One Half from the East

by Nadia Hashimi

After Obayda’s family moves from Kabul to the village where her father grew... read more

After Obayda’s family moves from Kabul to the village where her father grew up, the 10-year-old, youngest of three girls, becomes a bacha posh— a girl who passes as a boy. Obayda, now Obayd, is initially reluctant. She likes being a girl, and doesn’t know how to move through the world with a boy’s swagger and certainty. Befriended by Rashid, an older bacha posh, Obayd soon is relishing the freedoms and privilege her older sisters do not enjoy, even in their progressive family. Obayd does things as a boy she never would have considered before, discovering a different kind of action and agency as she tries to help her father recover from injuries he suffered in a Kabul explosion. But there is nothing she can do to help Rashid(a) when her friend’s time as a bacha posh ends abruptly in marriage to the village war lord. A fascinating, swiftly paced story firmly grounded in Obayd(a)’s perspective and experience makes clear gender has nothing to do with her physical or intellectual ability, only with how those abilities are perceived in a society where males are privileged. Throughout, Obayda’s voice feels childlike and true. An author’s note provides additional information about bacha posh. (Ages 9–13)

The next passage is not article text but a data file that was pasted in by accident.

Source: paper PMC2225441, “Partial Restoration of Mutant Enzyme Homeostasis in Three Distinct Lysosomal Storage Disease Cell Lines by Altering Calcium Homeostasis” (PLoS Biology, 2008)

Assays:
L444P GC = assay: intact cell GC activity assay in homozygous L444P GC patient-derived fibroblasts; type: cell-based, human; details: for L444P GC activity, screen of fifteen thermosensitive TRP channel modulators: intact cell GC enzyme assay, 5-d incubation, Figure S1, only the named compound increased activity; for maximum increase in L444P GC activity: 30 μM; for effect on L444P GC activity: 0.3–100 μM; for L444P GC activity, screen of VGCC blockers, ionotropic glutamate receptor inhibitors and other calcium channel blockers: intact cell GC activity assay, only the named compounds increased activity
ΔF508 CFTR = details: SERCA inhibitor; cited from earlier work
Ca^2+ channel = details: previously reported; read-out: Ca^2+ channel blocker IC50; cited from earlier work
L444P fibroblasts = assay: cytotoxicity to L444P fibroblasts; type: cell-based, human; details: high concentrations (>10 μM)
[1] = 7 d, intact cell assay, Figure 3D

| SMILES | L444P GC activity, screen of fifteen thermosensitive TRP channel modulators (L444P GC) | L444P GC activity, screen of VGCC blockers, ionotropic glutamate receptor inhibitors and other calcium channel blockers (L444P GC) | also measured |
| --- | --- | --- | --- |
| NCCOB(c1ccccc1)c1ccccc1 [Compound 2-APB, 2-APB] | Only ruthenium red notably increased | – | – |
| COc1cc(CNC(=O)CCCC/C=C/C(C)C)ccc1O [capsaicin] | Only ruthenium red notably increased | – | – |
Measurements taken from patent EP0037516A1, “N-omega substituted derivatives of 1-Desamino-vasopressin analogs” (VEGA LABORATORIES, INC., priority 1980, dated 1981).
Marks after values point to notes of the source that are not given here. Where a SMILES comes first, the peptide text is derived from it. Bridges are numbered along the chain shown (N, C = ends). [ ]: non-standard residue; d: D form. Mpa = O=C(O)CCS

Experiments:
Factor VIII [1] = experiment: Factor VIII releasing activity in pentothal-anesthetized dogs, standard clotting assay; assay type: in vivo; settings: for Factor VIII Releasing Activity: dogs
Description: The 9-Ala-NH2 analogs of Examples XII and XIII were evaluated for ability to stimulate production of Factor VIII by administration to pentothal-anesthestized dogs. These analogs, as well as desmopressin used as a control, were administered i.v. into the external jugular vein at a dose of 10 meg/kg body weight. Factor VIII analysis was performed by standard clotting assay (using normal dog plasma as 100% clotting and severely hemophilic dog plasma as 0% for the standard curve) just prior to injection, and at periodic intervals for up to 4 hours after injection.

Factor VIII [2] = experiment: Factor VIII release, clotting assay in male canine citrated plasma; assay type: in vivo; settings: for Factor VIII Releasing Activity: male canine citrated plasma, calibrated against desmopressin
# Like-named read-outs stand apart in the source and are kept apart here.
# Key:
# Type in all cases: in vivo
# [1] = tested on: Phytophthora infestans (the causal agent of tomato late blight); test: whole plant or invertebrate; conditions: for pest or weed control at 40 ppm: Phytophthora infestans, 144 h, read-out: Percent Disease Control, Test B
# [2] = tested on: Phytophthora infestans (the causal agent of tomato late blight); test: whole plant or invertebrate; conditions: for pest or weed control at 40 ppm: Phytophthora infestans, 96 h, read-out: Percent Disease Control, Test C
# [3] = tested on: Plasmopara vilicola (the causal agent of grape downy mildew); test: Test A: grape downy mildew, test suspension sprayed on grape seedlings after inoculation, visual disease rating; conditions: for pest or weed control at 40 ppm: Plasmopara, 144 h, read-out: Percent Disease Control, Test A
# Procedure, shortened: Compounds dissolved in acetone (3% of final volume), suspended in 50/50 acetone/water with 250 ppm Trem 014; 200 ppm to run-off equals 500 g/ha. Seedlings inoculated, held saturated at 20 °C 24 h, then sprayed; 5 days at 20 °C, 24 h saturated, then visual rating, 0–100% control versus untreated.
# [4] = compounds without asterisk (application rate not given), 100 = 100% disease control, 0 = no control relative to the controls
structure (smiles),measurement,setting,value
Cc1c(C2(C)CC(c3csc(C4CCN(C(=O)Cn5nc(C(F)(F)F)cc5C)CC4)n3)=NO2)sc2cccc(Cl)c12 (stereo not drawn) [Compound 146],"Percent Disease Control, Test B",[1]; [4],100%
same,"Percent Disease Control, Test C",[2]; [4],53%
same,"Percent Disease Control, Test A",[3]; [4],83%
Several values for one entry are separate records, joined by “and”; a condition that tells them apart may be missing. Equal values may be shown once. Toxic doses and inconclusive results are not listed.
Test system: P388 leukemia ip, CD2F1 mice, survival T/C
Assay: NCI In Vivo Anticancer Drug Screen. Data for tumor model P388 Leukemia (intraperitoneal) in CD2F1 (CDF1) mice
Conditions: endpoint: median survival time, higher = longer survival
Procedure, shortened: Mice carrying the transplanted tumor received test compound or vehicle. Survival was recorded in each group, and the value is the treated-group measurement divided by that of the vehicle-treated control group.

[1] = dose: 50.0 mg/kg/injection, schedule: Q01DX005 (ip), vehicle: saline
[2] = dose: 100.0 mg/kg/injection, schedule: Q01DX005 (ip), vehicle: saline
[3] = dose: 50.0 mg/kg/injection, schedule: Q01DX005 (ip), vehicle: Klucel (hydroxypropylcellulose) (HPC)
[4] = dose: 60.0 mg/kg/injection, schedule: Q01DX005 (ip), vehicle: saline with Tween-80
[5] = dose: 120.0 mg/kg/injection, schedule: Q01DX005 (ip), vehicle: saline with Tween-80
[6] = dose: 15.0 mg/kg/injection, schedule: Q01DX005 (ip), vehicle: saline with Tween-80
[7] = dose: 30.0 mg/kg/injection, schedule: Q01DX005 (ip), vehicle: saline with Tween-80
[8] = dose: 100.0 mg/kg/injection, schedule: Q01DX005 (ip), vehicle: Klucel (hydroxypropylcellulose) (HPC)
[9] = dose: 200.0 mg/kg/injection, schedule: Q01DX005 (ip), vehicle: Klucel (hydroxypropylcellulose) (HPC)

© Cooperative Children's Book Center, Univ. of Wisconsin - Madison, 2017

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